I hung up, looked outside the window in the pouring rain and thought to myself:"are you kidding me?!?"
We eventually made the interview at Hookipa, between sessions.

He's also a very committed tester. I can't remember one single session in which he's not switching boards, fins, sails. He's animated by a strong will for improving his gear and he tries to achieve that restlessly.

That's why I think he's an fantastic "acquisition" for Hot Sails Maui. Jeff Henderson is a good friend of mine and I'm really stoked for him.

Kauli and blog author smile below.

And now a bunch of photos that were waiting on my memory card.
I swear I just wanted to take a photo of Levi, but this lady got in the way.

On January 11 I lucked out into some epic conditions at Hanamanu. It's not a secret spot (that's why I'm posting photos of it), but good luck at getting it as good as I got it that day!
This is Ian Gentil, who is up next in the Volcom Pipe Pro that I'm watching in the other window...

The left at the outside of the bay was going off. I wish I had a SUP board to just paddle there and check out how big those waves were.

Kaleo was surfing the right on his standup.

You can't do that to me and not expect me to sneak a shot without been seen...

Nice nose ride with a beautiful background.

Here's a wide angle view of the bay. The left is on the left and the right is on the right.

The drive is not a bad one.

Jan 13 saw many beautiful ladies sun bathing at Hookipa.

And some serious surfing action!

Now a few GoPro shots. This is Dave Kalama, who that day greeted me in Italian:"buon giorno, come stai?"
What a nice guy and a great surfer!

I'm going to use this sequence to illustrate a very common mistake I see beginner and intermediate surfers doing: looking down on the board in the take off.
BTW, this precise moment is one of my favorites of a whole wave ride. You know you caught the wave and I just love how that push up feels.

Here is where it's the most difficult not to look down, but no matter how stiff you are (and I'm not famous to be extremely flexible), you got to keep that head up and look forward.

The steeper the drop, the lower you need to be.

Because, if it turns into a bit of a air drop, you can extend your legs to try to keep contact with your board. Which is exactly what happened here.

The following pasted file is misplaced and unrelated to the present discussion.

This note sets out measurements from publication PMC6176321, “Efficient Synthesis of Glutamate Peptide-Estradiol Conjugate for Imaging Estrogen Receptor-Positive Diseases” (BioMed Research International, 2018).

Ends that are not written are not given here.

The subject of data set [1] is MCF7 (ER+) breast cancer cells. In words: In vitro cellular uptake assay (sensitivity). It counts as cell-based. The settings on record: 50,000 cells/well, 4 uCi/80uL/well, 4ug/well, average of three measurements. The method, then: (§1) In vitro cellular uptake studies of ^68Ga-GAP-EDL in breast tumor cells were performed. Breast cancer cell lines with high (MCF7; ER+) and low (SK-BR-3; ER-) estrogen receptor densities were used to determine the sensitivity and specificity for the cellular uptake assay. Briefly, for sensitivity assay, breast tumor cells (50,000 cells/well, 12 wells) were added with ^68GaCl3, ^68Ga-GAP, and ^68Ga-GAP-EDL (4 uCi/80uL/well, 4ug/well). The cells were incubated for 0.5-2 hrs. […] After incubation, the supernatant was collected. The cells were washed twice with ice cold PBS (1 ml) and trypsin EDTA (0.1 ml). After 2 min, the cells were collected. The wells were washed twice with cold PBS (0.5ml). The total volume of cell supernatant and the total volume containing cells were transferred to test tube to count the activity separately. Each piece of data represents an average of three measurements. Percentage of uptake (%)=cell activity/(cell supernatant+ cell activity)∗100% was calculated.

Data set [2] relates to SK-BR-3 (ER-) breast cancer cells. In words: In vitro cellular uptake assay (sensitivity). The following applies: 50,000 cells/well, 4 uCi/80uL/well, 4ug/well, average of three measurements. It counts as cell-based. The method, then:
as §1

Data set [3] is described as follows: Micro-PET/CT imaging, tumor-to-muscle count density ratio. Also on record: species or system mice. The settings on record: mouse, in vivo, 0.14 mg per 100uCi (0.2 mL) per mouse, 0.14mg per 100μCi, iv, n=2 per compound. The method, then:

Last photo of the sequence. I stuck the drop and I'm now looking down the line and feeling out what line to make.
Remember, the body goes where the head goes. You're looking down, you're going down.

Couple of more shots to illustrate what kind of awesome session it was.
I actually had a similar one at Middles two days ago, so I feel like spending a few words about the winter we're having.
Even though I cherish the glassy days more than everything else, this year (so far) we're a perfect  alternation between spells (5 to 10 days) of great surfing and of great windsurfing.

In other words, it's been absolutely epic in my opinion.

Last, and definitely least in this case, here's a little gopro clip that I shot at resolution 1440.
I struggled to play it back on my computer and the quality on youtube is not that good at all.
In other words a lot of pixels are not always a good thing.
The photos above, for example, are taken at 7Mp, which is the lowest res of the GoPro 3 (the other one is 11Mp). They are about 4MB in size and it took forever to upload them here.
It seems to me that camera's technology (more precisely sensors' technology) has advanced more than networks and computers.

I wish they would stop adding pixels (who print photos anymore anyway?!?) and focus more energy towards more useful features. Like the possibility of uploading the photos to the internet directly from regular cameras (not cell phones cameras). Or at least, the possibility of tethering them to a cell phone in order to achieve that.
Anyway, enough Steve Jobs kinda talk, here's the clip.

It's the start of a spell of great windsurfing (at least I hope so), so I'm going to post a couple of photo that Jimmie Hepp took of me lately (look him up on facebook.. he's always shooting at Hookipa).
Here's my magic 4.3 which I now use 95% of times, from super light wind pure slog and surf to up to 25 knots. More than that, I rig my 3.7 Superfreak (also because winds over 25 knots in Maui are always super gusty). Only if the wind is light and has an onshore component, I then rig a bigger sail (4.7).
That's how efficient light sails are. You can get away with way smaller sizes.

Well, let's hope to get this stoked again soon!